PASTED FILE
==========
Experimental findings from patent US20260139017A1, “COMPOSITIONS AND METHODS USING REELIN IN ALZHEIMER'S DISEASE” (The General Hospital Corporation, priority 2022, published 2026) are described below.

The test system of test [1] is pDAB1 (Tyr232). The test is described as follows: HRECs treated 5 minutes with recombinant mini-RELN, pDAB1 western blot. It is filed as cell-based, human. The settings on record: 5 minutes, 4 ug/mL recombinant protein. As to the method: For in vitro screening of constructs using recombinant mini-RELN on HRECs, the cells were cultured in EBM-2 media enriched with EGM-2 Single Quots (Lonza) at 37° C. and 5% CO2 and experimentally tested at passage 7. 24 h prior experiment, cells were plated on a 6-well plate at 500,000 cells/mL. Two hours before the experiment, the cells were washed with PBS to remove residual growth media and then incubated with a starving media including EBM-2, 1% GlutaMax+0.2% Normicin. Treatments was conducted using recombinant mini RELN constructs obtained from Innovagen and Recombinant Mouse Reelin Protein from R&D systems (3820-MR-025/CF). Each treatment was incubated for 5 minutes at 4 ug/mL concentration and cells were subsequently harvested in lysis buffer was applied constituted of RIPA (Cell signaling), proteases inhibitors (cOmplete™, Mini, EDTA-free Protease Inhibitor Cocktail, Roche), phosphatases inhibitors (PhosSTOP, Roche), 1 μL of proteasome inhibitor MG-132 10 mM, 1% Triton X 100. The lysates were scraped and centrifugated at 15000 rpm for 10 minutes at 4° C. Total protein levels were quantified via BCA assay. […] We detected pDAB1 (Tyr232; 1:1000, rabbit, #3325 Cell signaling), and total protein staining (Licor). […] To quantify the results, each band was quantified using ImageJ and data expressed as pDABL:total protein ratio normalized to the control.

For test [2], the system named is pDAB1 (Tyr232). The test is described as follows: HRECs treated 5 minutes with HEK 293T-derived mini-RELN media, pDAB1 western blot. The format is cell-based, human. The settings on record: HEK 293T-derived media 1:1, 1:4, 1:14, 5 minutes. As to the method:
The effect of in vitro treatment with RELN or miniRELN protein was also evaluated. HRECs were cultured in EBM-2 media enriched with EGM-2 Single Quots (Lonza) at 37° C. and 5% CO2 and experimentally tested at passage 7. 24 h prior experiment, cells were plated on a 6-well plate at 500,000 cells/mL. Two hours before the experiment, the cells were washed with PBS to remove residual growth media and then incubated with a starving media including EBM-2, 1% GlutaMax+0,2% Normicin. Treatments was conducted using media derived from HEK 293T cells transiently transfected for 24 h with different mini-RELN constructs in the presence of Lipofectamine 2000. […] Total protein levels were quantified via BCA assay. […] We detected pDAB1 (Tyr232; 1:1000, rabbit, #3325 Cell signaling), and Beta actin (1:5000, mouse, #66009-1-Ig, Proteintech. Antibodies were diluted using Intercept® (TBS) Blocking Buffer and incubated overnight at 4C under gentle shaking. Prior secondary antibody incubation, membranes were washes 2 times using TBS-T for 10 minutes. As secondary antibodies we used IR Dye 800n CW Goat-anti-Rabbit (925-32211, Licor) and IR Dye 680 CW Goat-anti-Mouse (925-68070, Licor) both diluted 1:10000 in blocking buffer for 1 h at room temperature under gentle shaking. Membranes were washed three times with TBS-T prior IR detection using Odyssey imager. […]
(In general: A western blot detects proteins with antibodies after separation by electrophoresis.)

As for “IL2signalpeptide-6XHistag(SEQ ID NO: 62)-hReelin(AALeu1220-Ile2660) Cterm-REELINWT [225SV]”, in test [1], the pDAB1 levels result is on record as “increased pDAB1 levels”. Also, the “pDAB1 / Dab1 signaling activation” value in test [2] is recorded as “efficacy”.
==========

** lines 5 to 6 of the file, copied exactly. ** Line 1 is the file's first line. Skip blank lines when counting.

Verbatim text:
(In general: A western blot detects proteins with antibodies after separation by electrophoresis.)

As for “IL2signalpeptide-6XHistag(SEQ ID NO: 62)-hReelin(AALeu1220-Ile2660) Cterm-REELINWT [225SV]”, in test [1], the pDAB1 levels result is on record as “increased pDAB1 levels”. Also, the “pDAB1 / Dab1 signaling activation” value in test [2] is recorded as “efficacy”.